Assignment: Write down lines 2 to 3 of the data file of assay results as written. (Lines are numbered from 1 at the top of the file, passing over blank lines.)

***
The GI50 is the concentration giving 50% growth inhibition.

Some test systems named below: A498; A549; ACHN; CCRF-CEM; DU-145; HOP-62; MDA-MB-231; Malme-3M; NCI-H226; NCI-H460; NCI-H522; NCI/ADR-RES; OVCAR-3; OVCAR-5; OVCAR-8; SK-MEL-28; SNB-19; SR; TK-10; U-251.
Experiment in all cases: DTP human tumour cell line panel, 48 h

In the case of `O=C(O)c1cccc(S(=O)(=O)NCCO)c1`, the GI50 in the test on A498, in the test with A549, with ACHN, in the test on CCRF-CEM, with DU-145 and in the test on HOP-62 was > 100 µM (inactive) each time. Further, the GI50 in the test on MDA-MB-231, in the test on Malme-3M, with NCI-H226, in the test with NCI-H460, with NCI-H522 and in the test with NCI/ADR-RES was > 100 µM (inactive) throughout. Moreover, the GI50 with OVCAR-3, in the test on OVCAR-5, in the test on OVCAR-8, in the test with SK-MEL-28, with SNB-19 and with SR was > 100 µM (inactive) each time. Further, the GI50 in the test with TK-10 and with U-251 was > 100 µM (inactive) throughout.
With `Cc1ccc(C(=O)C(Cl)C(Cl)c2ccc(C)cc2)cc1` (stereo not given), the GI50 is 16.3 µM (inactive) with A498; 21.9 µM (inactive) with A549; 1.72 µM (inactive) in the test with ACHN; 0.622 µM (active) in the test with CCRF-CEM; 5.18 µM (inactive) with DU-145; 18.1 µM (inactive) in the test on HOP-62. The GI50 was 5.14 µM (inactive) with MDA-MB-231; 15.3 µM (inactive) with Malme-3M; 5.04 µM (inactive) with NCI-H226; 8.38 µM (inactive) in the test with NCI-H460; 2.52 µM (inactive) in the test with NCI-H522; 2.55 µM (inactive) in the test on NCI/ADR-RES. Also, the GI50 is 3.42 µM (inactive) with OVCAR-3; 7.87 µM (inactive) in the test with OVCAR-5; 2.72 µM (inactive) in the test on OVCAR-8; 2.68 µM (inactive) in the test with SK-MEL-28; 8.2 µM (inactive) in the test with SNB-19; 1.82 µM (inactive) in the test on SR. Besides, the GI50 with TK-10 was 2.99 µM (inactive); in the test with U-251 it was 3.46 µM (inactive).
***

Some test systems named below: A498; A549; ACHN; CCRF-CEM; DU-145; HOP-62; MDA-MB-231; Malme-3M; NCI-H226; NCI-H460; NCI-H522; NCI/ADR-RES; OVCAR-3; OVCAR-5; OVCAR-8; SK-MEL-28; SNB-19; SR; TK-10; U-251.
Experiment in all cases: DTP human tumour cell line panel, 48 h